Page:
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Hotelier described as ‘Scrooge' to be awarded £50k in libel case

Gordon Coulter sued the Sunday World, claiming it had portrayed him as callously discharging staff just before Christmas
Staff Reporter

A CO Down businessman described in a newspaper as a "Scrooge" after his hotel went into administration is to be awarded £50,000 in libel damages, a High Court judge has ruled.

Gordon Coulter sued the Sunday World, claiming it had portrayed him as callously discharging staff just before Christmas.

Mr Coulter (84) is also to receive legal costs of the case centred on the temporary closure of the Kilmorey Arms Hotel in Kilkeel back in December 2014.

Awarding compensation, Mr Justice Stephens held it was a serious libel of a businessman who had no other option but to put the company into administration.

Proceedings centred on an article that claimed sacked workers at the 175-year-old hotel were left with no pay.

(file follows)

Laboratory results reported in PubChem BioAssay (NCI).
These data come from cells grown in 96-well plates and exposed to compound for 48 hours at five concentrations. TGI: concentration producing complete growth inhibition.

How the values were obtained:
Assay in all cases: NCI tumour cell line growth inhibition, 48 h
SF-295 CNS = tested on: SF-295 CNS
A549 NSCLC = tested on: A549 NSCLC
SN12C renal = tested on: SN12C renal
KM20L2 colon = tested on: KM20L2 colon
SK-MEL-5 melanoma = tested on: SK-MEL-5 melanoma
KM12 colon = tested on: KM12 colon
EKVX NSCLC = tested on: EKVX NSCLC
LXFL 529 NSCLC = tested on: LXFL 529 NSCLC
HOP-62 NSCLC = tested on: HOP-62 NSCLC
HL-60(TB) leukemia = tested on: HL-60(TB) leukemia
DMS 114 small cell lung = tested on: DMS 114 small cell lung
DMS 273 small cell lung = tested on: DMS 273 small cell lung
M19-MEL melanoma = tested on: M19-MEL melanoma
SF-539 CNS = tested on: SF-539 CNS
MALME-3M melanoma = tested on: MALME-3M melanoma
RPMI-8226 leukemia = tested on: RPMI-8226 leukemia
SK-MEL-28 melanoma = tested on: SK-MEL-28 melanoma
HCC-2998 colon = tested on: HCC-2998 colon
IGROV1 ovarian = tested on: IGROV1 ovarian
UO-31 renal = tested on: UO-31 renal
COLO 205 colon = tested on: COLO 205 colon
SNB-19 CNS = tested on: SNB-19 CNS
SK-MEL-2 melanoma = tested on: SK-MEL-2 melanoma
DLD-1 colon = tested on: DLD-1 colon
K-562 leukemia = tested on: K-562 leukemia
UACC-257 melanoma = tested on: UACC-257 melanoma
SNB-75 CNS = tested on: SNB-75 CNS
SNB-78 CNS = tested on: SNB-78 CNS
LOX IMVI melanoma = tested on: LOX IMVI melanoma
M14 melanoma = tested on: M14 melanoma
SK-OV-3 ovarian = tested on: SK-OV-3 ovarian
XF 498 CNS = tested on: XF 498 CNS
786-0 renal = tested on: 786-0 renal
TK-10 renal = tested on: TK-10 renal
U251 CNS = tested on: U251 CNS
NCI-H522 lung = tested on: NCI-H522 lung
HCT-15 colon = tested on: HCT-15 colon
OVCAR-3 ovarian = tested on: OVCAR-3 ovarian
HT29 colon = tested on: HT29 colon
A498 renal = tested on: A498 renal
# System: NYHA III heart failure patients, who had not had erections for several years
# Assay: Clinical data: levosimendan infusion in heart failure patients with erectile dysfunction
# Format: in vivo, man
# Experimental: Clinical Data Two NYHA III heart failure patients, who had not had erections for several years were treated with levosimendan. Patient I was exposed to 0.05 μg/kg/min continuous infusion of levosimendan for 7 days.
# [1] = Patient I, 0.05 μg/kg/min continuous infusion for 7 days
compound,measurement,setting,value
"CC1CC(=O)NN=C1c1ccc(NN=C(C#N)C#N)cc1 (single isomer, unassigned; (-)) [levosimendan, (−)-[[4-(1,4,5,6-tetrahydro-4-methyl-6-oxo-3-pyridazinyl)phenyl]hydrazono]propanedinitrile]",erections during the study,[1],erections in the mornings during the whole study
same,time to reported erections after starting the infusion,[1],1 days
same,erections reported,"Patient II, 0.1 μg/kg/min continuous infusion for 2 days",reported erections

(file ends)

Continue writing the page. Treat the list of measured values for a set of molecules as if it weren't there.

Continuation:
It stated that Mr Coulter, a former shareholder in the Kilmorey Arms, "has been branded a Scrooge for putting his staff on the street a week before Christmas".

His lawyers argued the newspaper description meant he had money but out of meanness was not prepared to spend it to save the jobs at the hotel - which has since reopened under new ownership.

As part of its defence the Sunday World denied it was defamatory to refer to someone as a Scrooge.

Mr Coulter, a former president of Kilkeel Chamber of Commerce, once ran companies employing up to 500 people in the area.

During evidence at the trial, the businessman said he was "gutted" by the article.

He claimed it had been the worst day of his life when he read it, leaving him reluctant to leave his home and being reclusive for months.

In 2000 the businessman was part of a group that took over the Kilmorey Arms, in a bid to aid the town's economic growth.

For the next 14 years none of the shareholders received any financial benefits.

By December 2014 the hotel was still running, but at losses of up to £7,500 a week and finally the administrators were called in.

Mr Justice Stephens pointed out: "The plaintiff did not dismiss the members of staff. That was done by the administrator."

Staff had been paid earlier in the month and informed once administration was confirmed, he concluded.

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